I lit a memorial candle last night and placed it in my kitchen window. My tiny street was completely dark. The light from the candle flickered and bounced over all the doors and windows of the houses opposite. Such a little light, for such a big thing.
I grew up in a community almost entirely comprised of German Jews. They were refugees who came over to England either before the war, or after it. The surnames of my friends at shul were all German names: Frei, Beigel, Faber, Nussbaum, Hirsch, Schwarz, Felsenstein.
I internalized long before the story of the Holocaust had been verbalized to me that the people I prayed with in shul had undergone unimaginable suffering. Some of them had been orphaned as children, had arrived in England on the Kindertransport never to be reunited with their parents. Some had been in the worst of the concentration camps as teenagers. Most of my friends at shul had no grandparents.
But the person who attracted my attention in shul was Mrs. H. A very attractive woman with an impressive black sheitl, Mrs. H. had two adopted children. This was unusual in those days. There were a good number of childless couples in the community then -- it was before the days of fertility treatment. But not many religious couples adopted. It was difficult to find Jewish children available for adoption, and the adoption of non-Jewish children was a halachically complicated process.
Everybody knew why Mrs. H. couldn't have children of her own.
Infertility is an agonizingly private issue, but everybody knew why Mrs. H. couldn't have children of her own. She had been experimented on in Auschwitz by Dr. Mengele. She was a teenager at the time, fifteen or sixteen years old.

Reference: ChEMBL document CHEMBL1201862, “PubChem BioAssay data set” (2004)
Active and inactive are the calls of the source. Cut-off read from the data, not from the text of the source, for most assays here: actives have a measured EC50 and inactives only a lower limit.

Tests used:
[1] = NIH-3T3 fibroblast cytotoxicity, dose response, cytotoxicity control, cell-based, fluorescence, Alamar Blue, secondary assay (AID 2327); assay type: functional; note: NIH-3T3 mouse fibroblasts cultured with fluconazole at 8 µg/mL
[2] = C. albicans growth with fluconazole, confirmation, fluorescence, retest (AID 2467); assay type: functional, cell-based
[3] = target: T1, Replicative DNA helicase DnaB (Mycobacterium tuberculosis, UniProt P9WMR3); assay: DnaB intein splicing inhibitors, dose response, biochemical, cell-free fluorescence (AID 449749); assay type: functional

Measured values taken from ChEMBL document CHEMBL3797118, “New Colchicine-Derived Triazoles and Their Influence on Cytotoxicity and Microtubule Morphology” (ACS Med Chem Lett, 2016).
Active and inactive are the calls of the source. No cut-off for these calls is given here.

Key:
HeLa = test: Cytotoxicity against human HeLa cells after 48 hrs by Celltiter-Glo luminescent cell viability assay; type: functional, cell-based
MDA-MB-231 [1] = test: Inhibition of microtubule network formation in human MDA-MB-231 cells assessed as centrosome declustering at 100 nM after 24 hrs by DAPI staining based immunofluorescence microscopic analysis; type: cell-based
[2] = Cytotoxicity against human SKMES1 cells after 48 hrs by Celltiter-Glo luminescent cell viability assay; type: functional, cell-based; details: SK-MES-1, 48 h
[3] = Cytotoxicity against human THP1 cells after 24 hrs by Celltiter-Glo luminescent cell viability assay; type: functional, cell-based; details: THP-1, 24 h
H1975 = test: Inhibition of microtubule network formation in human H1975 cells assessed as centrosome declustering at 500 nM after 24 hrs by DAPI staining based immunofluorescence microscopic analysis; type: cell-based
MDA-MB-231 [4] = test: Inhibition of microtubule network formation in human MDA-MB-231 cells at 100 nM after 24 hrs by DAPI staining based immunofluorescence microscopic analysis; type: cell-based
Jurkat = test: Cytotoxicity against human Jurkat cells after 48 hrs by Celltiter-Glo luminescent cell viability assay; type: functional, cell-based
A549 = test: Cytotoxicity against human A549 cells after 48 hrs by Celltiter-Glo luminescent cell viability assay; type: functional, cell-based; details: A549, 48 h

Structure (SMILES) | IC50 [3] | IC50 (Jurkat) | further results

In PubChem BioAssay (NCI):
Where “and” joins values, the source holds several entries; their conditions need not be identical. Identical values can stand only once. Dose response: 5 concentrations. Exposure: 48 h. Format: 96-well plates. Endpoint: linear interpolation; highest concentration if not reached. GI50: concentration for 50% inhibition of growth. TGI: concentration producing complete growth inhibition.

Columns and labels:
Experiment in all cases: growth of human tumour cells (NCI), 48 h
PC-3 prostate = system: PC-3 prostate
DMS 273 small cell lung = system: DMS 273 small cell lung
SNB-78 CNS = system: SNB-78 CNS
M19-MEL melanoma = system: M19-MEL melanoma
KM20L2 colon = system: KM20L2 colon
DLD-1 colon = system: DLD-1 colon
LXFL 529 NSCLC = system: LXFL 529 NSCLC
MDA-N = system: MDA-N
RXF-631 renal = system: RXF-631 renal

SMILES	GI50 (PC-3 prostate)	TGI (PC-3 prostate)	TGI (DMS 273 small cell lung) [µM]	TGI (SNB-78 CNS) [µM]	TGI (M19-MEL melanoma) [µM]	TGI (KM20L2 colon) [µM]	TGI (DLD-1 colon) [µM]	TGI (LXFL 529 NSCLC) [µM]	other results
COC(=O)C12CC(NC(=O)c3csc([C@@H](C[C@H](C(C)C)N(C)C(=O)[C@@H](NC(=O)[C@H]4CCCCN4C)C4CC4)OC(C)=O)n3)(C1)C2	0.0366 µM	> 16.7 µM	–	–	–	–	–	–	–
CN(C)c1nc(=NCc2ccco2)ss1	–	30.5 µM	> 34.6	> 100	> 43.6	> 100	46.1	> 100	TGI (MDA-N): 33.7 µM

Every week in shul I looked and looked at Mrs. H., who sat at some distance away from me and my mother. She had a grave, quiet face. She was a devout woman who prayed with composure and focus. For 51 weeks of the year Mrs. H. was always there, in my peripheral vision, taking three steps back, three steps forward into God's presence at the beginning of the Amida prayer.
On one day of the year, Yom Kippur, Mrs. H. moved into central view. On that day Mrs. H. was no longer quiet. Her suffering was terrible to behold. She wept and wept, doubled over with weeping. As a small child I watched her. To this day I remember the feeling of my mother's hand on my head, tilting it downwards towards my siddur, teaching me that people's tears on Yom Kippur are their own affair.
But I did not feel that Mrs. H.'s tears belonged only to her. Even then, at ten years old, I understood that her tears belonged to all of us.
The English are restrained and polite about grief. Don't shout, don't scream, don't sob. And if you are an observer of grief, don't look, don't touch and don't give away that you have noticed, as this would be an invasion of privacy.
In all the years that Mrs. H.'s body was crumpled against the wall with weeping, I don't recall that anyone ever reached out to her. No one hugged her and no one held her. "I want to give her a cuddle," I used to say to my mother. "Can I go across and cuddle her?"
"No, darling, you can't," my mother would reply. "I'm not sure how she would feel about it." And indeed. It would not have been the done thing.
I think that Mrs. H., stored somewhere deep in my hard drive, is one of the reasons I'm living in Israel today. Israel is that one big hug I could never give to Holocaust survivors. It's also the hug I give to myself, as I walk across Safra Square on this beautiful Jerusalem day -- Holocaust Day -- in Spring. I look up at the huge flagpoles of the Jerusalem municipality and I see that they are flying at half-mast.
Half-mast for you, Mrs. H. And all the other women of the Shoah.